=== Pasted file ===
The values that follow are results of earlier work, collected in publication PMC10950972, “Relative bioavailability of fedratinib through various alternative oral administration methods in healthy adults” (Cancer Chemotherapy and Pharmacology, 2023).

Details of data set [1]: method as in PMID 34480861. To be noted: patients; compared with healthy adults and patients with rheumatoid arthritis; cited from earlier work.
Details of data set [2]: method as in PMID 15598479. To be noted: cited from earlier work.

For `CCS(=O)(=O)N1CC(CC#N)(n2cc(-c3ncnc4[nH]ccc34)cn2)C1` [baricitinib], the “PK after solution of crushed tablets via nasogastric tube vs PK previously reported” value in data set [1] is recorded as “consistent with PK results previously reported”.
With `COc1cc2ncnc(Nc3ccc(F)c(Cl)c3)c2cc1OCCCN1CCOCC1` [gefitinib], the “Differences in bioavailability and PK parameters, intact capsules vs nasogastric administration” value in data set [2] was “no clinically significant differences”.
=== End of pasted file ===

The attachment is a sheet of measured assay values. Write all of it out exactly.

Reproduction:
The values that follow are results of earlier work, collected in publication PMC10950972, “Relative bioavailability of fedratinib through various alternative oral administration methods in healthy adults” (Cancer Chemotherapy and Pharmacology, 2023).

Details of data set [1]: method as in PMID 34480861. To be noted: patients; compared with healthy adults and patients with rheumatoid arthritis; cited from earlier work.
Details of data set [2]: method as in PMID 15598479. To be noted: cited from earlier work.

For `CCS(=O)(=O)N1CC(CC#N)(n2cc(-c3ncnc4[nH]ccc34)cn2)C1` [baricitinib], the “PK after solution of crushed tablets via nasogastric tube vs PK previously reported” value in data set [1] is recorded as “consistent with PK results previously reported”.
With `COc1cc2ncnc(Nc3ccc(F)c(Cl)c3)c2cc1OCCCN1CCOCC1` [gefitinib], the “Differences in bioavailability and PK parameters, intact capsules vs nasogastric administration” value in data set [2] was “no clinically significant differences”.